Mammoth bones offer a peek into Iowa's prehistoric past
Your backyard could have been the stomping grounds of ice-aged sloths, mammoths and other creatures that stopped roaming the earth thousands of years ago.
Fossils and bones have been discovered across the state of Iowa, allowing for a peek into Iowa's prehistoric past. One of those discoveries was in Oskaloosa in June of 2010. An Oskaloosa farmer found what he thought was a ball in a creek on his property. Turns out, the ball was actually a mammoth femur, estimated to be 100,000 years old. The discovery kicked off an adventure of science, archeology and a whole lot of digging.
Tuesday night at Indian Hills, a packed house came out to see David Brenzel, one of the leaders of the mammoth excavation and part of the team that discovered three ice-aged sloths near Shenandoah, Iowa. Brenzel uses the experience of the sloth dig to show what is to come for Oskaloosa's mammoth.
"It's still so early in the mammoth project, we've only been digging since this past spring," Brenzel said. "Still a lot of mysteries about the site and the geology's a lot more complicated than we thought it was going to be, so by teaching them about the sloth today and our progress in the last ten years, I was hoping that I could give them the next best thing, really good model for predicting where we're probably going to be going with the mammoth in the next few years. It won't take that long, can't imagine it taking that long, but these things are full of surprises."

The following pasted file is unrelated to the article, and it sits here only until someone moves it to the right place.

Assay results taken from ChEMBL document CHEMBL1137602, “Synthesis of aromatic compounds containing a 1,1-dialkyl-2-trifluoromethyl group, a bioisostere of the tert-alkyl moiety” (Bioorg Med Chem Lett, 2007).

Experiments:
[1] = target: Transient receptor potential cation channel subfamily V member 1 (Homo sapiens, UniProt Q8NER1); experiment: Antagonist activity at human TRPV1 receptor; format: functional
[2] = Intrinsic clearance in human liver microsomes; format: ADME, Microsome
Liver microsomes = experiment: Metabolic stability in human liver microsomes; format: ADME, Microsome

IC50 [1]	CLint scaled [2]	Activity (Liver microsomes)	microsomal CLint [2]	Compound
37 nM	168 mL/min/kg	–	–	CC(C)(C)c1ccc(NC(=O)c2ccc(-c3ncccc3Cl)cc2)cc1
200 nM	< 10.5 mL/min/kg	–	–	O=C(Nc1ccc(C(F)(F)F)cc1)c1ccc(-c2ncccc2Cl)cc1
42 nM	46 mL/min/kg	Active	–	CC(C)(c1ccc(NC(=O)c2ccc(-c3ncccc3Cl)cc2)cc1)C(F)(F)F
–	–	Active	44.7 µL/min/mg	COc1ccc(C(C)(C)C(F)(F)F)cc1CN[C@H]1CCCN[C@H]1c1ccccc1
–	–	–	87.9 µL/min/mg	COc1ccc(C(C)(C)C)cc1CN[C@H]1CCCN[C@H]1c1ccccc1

Brenzel estimates the bones were caught in a flood 4,000 to 5,000 years ago, which is why they're so spread out and diggers are still searching for the bones' original location. Naturalists and researchers have been speaking at presentations across the state, hoping to peak audiences' interest in science and answer questions that range from the historical background of the ice age to the specifics of the bones.
"I think an audience of, what, must be close to 90 or 100 people here, it brings out all kinds of people and not just geologists, either," Brenzel said. "I never know what kind of questions I'm going to get."
The audience at Indian Hills was diverse, from students to kids and teenagers to adults who just wanted their picture with the bones. For Brenzel, seeing kids get excited about science is the most rewarding part of his job.
"There's a crisis in science education in this country and the more kids we can get to the site the earlier, the better," he said. "We're just trying to catch them. This has been a dream come true, this is an adventure of a lifetime and the sooner we can share it with more people, the better." And with more work to do and more bones to find, the adventure continues."